Researchers Find Gene Mutation in Multiple Sclerosis That Runs in Families
A variation in the NLRP1 gene is associated with multiple sclerosis that runs in families, Slovenian researchers report.
Their study, “Identification of rare genetic variation of NLRP1 gene in familial multiple sclerosis,” was published in the journal Scientific Reports. The research was led by Dr. Borut Peterlin of Ljubljana University Medical Center’s Clinical Institute of Medical Genetics.
Scientists believe MS arises from a combination of a person’s genetic background and the environment. Although previous studies have suggested that genes are behind MS that runs in families, researchers had yet to confirm that hypothesis.
The Slovenian team wanted to identify any genes that were at play in both the MS and malignant melanoma that two siblings had. Although disease surveys indicate the two conditions can occur together, scientists had been unable to identify a shared cause for the two conditions.
Interestingly, research has shown a link between a person’s susceptibility to MM and a mutation of the NLRP1 gene. And recent studies have indicated that NLRP1 plays a role in the development of MM.
The Slovenian team decided to evaluate the association between an NLRP1 mutation and multiple sclerosis in two groups. One consisted of 38 people with MS whose disease ran in the family. The other was 44 people with MS whose disease did not run in their family.
Researchers used genomic, molecular biology and immunology measurements to decide whether there was a link between the mutation and MS.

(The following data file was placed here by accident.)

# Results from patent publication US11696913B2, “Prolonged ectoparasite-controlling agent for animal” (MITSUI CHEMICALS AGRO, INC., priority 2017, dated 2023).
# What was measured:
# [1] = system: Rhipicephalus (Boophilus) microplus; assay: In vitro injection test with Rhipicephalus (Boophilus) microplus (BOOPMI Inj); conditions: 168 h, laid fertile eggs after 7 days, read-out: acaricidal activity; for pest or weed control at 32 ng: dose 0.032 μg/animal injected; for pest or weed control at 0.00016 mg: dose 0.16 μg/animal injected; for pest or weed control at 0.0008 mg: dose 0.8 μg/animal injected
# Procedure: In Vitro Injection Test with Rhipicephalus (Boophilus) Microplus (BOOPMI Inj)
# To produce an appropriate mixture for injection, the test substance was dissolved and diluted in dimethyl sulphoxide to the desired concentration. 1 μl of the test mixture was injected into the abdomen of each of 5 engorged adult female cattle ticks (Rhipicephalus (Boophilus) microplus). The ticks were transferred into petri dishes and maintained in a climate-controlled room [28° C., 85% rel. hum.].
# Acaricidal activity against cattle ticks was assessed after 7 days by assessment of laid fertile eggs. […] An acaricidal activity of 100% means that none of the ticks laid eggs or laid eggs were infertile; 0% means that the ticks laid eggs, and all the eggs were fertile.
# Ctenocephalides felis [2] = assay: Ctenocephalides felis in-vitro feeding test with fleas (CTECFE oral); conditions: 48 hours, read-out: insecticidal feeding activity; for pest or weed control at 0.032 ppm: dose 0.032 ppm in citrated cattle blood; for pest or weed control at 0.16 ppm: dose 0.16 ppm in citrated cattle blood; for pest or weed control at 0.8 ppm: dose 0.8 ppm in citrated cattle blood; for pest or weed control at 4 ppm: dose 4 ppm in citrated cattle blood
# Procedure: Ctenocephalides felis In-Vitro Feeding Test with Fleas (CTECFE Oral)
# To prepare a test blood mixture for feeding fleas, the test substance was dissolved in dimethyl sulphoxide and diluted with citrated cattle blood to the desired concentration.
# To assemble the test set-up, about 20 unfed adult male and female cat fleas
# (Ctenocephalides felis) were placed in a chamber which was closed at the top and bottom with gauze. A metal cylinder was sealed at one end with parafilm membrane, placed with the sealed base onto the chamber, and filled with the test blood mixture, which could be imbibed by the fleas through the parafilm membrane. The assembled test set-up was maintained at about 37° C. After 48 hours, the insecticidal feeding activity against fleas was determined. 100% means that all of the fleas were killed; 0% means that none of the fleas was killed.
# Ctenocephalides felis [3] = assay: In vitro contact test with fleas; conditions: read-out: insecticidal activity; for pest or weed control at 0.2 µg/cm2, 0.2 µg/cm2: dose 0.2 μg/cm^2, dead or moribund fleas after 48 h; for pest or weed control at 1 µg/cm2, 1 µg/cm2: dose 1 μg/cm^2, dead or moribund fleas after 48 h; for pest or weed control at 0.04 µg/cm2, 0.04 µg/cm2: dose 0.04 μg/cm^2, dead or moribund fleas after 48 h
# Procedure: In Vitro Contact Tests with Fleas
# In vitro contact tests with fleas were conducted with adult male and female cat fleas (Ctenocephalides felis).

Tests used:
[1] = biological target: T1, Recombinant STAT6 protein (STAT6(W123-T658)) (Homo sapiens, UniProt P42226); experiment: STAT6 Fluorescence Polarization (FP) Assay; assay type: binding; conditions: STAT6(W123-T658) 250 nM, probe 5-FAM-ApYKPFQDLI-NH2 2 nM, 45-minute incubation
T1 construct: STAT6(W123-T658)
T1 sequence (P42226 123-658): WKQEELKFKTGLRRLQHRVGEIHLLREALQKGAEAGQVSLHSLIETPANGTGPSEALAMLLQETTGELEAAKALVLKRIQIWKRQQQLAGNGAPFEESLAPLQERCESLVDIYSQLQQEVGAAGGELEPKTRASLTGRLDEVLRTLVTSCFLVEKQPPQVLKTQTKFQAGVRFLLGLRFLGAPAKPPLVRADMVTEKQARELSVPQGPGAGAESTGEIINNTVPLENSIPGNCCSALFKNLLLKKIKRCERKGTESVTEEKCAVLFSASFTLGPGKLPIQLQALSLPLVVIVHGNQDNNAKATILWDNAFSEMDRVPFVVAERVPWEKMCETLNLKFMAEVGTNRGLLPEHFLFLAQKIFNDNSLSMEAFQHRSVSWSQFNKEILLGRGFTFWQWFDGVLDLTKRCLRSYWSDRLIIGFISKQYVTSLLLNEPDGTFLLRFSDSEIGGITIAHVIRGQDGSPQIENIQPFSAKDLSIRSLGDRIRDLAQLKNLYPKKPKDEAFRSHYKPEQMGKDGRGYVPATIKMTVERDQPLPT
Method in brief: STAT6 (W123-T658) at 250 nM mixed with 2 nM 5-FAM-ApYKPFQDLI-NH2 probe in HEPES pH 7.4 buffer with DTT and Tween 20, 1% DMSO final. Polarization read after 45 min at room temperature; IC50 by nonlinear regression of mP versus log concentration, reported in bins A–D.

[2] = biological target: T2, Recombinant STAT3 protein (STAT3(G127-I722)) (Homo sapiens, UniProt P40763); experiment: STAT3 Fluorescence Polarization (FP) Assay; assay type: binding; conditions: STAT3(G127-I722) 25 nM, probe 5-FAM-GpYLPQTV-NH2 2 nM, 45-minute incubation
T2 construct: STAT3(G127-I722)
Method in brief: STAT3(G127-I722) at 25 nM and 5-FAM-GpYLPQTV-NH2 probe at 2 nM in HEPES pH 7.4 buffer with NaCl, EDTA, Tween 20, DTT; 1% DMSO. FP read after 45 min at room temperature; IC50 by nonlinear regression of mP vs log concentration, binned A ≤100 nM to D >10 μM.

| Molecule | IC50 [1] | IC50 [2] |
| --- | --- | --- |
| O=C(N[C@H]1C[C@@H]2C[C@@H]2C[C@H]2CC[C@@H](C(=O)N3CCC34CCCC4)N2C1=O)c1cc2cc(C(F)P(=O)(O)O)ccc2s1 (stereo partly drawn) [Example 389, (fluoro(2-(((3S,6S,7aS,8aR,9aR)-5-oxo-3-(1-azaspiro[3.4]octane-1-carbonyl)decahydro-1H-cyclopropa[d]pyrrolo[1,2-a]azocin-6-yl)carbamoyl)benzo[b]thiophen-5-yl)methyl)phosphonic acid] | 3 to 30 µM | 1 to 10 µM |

They found a connection between the mutation and MS that runs in families. The mutation affects the function of the protein the gene generates — a protein known to be involved in inflammatory processes.
Researchers also found other NLRP1 mutations in patients with and without a family history of MS that they believe could be involved in the development of the disease.
In addition, the team found evidence of a connection between MS associated with NLRP1 mutations and the development of MM. That evidence involved immune responses to the two conditions.
Stimulating the production of immune-system components known as peripheral blood mononuclear cells, or PBMCs, triggered immune responses in MS patients with NLRP1 mutations. The responses included increased production of the pro-inflammatory cytokine IL-1β. Higher levels of that protein have been found in MM tissue.
PBMCs include such immune cells as lymphocytes, monocytes, and macrophages.
“IL-1β has been implicated in a variety of inflammatory and neurodegenerative processes occurring in MS,” the researchers wrote.
Overall, the findings demonstrated an association between MS running in families and MM, they said. And the genetic link between the two may be the NLRP1 gene mutation, they added.
The team said scientists might be able to develop a treatment for MS by finding a way to lower the increased production of IL-1β that NLRP1 mutations trigger.